We learned a lot during our chat with Jamie. He went to a couple different parts of the exhibit
to show us about the mills. He first showed us the hand loom which was used during the cottage industry. Families would spin their own cotton to make cloth using the loom and it took a lot of effort. The children would prepare the cotton by straightening it with wire brushes. Then the mother put it on the loom for the father to weave it. It could usually take weeks to make a single piece of cloth. Soon the water frame was created and it was crucial in the transition from the cottage industry to the factory system. It spun multiple threads at a time and was used in mills to make multiple peices of cloth much faster than the hand loom. A lot of people got jobs at the mills, including children, to support their families with money and to fuel the high demand of cotton. However, with the cramped conditions in the mills, there were definitely downsides to this. Without proper ventilation there was a lot of cotton dust in the air that workers would breathe in everyday and it would eventually build up in their lungs. Illness could spread very easily with workers all touching the same machinery that others did. It was very loud in the mills with all the looms going and would cause workers' hearing to deteriorate overtime. There were also many accidents that happened all the time in the factories due to all different kinds of things like getting caught in a machine or being in the way of a large moving piece. Some were just as simple as slipping and falling. The mill owners didn't care very much about the conditions of their workers and fatalities because they really just cared about their profits. They even used orphans as workers so they wouldn't have to pay them. All they had to do was feed them and give them a place to sleep. Eventually in the early 1900s, they had children going to school for a couple hours each day to get educations.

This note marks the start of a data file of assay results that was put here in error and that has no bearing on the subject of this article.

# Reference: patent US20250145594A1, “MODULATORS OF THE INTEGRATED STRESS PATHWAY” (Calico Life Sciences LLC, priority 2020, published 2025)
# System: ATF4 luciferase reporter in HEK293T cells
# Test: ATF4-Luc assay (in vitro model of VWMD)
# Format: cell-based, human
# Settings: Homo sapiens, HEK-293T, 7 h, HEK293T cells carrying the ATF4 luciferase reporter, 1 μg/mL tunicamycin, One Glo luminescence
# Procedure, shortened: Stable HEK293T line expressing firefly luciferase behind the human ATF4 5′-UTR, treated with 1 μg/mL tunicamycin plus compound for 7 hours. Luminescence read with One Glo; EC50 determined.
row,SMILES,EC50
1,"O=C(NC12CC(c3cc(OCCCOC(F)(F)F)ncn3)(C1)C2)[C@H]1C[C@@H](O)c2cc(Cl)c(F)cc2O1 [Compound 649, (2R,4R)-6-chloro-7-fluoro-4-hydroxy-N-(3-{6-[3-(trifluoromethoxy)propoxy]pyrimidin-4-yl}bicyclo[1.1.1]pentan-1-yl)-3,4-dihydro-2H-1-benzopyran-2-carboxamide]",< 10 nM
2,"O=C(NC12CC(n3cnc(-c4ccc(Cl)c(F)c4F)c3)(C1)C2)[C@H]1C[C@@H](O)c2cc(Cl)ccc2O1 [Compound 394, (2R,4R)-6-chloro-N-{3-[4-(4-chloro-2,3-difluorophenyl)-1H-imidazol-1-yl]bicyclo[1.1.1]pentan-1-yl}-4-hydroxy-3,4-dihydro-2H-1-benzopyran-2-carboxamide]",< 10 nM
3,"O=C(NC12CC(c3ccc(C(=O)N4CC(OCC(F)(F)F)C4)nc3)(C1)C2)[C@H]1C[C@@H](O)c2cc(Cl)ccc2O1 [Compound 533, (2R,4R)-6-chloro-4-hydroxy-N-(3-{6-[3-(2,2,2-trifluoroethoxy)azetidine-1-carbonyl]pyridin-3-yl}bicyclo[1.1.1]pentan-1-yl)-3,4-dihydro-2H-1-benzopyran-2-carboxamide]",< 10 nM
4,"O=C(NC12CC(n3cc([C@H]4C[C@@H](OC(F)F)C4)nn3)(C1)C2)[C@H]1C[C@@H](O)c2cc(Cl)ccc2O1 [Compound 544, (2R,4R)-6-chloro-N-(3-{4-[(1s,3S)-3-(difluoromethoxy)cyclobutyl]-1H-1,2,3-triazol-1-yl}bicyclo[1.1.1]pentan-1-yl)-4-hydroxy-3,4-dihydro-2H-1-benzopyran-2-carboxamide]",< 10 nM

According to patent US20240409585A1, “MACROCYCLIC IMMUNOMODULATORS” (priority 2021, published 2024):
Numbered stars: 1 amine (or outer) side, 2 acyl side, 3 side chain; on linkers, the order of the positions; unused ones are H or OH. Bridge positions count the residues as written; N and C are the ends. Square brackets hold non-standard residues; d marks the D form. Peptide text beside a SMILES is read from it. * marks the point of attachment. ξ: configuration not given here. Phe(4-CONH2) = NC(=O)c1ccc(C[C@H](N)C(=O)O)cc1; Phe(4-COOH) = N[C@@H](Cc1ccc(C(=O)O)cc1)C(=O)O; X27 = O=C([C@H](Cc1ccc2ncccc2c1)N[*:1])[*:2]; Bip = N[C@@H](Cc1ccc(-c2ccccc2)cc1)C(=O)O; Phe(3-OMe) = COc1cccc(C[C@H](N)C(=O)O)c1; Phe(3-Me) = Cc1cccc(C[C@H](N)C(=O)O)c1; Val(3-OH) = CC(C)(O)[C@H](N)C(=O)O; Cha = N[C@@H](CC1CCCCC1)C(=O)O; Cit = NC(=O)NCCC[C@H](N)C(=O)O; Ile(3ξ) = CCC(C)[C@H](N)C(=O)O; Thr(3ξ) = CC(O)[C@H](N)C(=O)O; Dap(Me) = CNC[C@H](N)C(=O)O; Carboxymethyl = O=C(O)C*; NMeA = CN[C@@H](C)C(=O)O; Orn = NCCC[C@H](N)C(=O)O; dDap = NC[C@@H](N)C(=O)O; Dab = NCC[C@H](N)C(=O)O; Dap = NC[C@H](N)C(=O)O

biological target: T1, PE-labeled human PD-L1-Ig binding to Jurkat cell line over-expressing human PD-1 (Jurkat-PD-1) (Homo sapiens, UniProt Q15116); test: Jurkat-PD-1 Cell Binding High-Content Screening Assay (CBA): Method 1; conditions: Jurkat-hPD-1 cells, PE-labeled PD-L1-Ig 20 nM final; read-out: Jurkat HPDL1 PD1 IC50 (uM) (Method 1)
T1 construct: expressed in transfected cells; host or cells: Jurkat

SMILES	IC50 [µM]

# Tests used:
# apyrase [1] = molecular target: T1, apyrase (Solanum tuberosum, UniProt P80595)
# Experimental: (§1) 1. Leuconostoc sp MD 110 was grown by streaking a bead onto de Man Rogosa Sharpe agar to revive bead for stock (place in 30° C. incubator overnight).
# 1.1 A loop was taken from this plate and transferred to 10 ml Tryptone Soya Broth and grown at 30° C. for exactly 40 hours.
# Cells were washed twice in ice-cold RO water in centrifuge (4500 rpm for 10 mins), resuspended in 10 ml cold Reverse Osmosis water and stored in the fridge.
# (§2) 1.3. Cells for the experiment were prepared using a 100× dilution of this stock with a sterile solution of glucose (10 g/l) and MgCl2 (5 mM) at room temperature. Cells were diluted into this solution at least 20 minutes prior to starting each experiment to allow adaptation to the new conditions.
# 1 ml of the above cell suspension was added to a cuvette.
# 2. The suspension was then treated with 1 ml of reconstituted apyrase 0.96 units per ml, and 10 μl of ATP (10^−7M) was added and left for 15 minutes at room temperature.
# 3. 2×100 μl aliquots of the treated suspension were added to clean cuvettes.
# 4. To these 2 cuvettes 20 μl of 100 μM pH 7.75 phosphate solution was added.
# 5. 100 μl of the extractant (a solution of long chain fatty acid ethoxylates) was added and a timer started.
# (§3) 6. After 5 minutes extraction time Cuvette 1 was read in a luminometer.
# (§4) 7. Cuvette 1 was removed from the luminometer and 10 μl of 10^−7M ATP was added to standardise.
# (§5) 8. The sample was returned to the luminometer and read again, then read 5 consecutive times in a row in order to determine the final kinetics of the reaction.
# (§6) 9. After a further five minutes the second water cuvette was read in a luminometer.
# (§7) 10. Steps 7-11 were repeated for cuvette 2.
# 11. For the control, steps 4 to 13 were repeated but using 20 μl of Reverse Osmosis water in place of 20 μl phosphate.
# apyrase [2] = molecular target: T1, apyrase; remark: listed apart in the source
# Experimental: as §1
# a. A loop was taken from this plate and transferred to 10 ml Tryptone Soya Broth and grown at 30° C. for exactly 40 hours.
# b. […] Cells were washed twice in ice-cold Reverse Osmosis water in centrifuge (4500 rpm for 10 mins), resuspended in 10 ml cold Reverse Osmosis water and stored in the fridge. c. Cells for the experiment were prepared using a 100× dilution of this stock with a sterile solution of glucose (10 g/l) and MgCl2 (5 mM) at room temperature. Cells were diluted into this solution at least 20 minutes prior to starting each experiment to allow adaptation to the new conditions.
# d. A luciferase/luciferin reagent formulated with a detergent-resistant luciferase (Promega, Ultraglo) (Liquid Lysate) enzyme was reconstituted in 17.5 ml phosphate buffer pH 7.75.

|Picture of the machines packed tightly in the mills|
I liked doing a chat with an outside expert who knows so much about what we are learning about. It definitely helped to see the machinery that was used and to be able to ask him any questions we weren't sure of to help get a better understanding. It wasn't too hard to take notes while he was talking I was able to pick out the most important information he shared. I got a couple pictures of what he showed us that are somewhat clear. Sometimes the quality of the video wasn't great and it was hard to make out what he was saying becuase it was repeatedly freezing for a couple seconds but that didn't take away from the overall experience and issues like that didn't last long. I would like to do something like this later in the school year with other topics we learn about.